In all honesty you can never be too prepared. I ride alone the majority of the time and have had a couple hiccups that if they had been in a more remote location I would have been SOL, but thankfully I was lucky.

  6. A heartbreaking story. Made sure I gave my 14 year old a big hug and an “I love you” when he got home from school last night. Thoughts and prayers go out to that young mans family.

  7. I have ridden alone a lot starting as an 8th grader since 1968 and I can remember a long walk to a farm house after getting Dad’s Nordic very stuck. In later years I have made two day solo trips from southwest WI to the Eagle River area but I approach it like an airplane pilot would. File a flight/riding plan, make sure the Cat is in top notch shape, know your safe fuel range, and I carry an ARS beacon that if all else fails can be used to summon help anywhere on earth. I feel terrible for the boy’s family but then a pilot would never go into soup (or onto pack ice) without proper training and equipment.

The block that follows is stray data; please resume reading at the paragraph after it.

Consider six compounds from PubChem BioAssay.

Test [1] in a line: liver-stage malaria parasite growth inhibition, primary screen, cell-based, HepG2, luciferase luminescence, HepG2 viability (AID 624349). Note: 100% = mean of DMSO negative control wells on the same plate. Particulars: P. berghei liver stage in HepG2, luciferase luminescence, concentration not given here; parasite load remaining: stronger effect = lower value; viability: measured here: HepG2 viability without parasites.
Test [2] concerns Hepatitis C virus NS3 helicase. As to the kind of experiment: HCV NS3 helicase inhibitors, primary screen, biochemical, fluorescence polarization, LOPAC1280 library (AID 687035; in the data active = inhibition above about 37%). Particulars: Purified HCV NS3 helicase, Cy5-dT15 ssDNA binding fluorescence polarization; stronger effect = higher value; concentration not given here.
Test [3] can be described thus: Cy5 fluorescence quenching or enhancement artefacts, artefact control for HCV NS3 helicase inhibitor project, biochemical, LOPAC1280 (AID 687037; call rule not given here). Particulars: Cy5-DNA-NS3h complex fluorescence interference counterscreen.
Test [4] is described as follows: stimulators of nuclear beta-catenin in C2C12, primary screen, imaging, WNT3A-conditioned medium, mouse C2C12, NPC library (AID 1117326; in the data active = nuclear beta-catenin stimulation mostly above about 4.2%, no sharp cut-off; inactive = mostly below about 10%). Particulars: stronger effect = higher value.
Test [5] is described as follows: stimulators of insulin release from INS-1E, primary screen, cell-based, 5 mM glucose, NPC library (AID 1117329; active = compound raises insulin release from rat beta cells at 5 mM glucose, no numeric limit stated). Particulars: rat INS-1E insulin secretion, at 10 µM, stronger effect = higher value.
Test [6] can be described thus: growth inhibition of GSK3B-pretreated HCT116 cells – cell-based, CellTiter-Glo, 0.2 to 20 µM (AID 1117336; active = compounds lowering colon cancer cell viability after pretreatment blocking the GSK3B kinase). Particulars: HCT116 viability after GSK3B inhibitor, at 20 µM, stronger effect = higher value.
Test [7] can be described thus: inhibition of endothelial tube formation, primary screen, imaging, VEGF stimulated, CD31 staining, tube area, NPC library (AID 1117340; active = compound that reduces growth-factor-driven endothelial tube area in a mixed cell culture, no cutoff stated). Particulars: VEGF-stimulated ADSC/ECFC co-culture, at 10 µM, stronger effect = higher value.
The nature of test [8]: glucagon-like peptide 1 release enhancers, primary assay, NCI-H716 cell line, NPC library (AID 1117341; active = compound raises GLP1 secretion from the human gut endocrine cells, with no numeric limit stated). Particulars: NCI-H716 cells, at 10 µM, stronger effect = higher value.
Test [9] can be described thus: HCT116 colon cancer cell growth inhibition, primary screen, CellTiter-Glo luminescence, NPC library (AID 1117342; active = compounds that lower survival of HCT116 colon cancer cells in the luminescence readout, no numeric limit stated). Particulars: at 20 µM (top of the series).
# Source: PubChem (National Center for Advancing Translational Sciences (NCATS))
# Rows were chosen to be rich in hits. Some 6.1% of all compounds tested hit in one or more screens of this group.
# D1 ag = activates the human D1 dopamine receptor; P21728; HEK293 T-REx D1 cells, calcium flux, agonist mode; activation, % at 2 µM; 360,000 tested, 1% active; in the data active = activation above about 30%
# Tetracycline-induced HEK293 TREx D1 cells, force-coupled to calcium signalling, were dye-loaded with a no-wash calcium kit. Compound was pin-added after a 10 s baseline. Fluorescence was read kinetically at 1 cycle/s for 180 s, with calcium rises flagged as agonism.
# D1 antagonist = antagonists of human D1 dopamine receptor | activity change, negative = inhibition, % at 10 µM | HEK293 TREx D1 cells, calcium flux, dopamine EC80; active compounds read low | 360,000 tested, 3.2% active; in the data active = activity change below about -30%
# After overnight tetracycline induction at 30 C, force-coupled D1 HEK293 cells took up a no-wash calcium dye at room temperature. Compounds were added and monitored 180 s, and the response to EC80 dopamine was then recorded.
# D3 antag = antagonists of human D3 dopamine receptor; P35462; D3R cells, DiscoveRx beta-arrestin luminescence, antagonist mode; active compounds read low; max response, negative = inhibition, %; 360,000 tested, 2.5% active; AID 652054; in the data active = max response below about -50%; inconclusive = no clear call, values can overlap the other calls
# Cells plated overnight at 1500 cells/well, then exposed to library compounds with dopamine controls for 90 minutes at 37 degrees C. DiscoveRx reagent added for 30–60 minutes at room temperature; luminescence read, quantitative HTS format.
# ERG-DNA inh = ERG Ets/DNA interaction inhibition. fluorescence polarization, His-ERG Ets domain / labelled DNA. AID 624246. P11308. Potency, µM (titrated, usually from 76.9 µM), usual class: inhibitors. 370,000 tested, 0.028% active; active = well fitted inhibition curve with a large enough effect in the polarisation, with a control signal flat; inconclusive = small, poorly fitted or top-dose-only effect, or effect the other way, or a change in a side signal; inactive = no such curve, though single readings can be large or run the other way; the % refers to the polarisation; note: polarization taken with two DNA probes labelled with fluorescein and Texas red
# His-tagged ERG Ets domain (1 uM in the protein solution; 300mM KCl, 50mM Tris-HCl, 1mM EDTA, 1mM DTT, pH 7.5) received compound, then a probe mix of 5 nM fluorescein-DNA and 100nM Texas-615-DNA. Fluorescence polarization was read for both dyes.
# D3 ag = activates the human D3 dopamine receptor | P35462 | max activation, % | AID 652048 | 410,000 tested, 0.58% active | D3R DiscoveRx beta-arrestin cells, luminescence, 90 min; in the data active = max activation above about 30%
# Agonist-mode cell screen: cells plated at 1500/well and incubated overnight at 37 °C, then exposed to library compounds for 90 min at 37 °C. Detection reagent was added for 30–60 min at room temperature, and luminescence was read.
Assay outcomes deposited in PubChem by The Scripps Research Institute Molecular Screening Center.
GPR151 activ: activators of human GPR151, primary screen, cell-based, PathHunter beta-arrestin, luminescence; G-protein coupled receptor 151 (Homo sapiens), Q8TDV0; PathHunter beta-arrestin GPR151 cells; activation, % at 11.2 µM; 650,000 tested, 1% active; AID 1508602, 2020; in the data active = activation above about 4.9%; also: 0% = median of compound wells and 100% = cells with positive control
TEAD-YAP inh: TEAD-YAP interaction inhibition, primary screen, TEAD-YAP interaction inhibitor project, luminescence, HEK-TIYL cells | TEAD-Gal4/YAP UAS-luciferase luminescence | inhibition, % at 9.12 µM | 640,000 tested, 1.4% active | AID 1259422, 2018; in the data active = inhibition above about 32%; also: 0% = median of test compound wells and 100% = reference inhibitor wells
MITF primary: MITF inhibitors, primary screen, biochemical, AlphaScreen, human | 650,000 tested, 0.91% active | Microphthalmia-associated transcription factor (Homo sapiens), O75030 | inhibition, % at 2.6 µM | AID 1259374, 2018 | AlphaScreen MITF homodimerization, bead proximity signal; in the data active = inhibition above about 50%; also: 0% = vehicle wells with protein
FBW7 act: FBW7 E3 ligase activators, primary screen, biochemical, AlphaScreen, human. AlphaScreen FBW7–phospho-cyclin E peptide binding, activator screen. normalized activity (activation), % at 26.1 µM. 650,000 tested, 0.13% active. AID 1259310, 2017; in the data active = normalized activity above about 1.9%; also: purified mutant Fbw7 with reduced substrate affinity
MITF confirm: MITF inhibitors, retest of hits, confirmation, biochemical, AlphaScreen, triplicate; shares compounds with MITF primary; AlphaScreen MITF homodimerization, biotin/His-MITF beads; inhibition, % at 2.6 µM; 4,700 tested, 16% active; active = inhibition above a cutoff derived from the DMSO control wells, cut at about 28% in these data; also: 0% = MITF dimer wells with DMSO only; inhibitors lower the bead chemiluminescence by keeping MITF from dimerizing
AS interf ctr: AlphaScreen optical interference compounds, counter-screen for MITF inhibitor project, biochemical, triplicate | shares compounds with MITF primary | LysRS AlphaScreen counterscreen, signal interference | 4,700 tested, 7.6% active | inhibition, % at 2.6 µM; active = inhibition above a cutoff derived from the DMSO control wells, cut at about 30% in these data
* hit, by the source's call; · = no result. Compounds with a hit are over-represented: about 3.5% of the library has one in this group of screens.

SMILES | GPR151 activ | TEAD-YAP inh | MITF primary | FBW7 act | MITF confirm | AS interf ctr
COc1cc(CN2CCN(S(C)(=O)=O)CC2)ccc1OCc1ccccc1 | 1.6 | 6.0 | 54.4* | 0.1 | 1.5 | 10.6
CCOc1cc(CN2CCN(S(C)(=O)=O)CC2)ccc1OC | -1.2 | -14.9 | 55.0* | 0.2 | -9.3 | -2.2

8. I taught DNR Safety training for many years(no longer due the DVD which I feel is inadequate). About every 10 minutes one of the instructors threw out a ‘pop’ question related to the final exam or just plain common sense. The one that was used the most and multiple times on purpose was Q. “What is the most important item to take with you when riding?” A. A friend on another machine. To this day I never ride alone.

  9. Gerry/Hugh: I too have been a MN safety instructor for over 20 years and have had to evolve along with the teaching methods and embrace some new ways of doing things. A few of us have discussed an idea for a while now and may do it for the youth that complete our class this winter…we plan to hold a trail ride with the students and their parents on a weekend following the class. It will be a great opportunity for the students to excercise some of their new-found knowledge, get/keep their parents involved in the sport, speak of and demonstrate the importance of and role of snowmobile clubs in MN, etc, etc. The possibilities with a ride like this are endless and would be a great way to further teach on things that may not have been covered in the classroom.

  10. Another great article John —but I’m confused on some of the comments posted.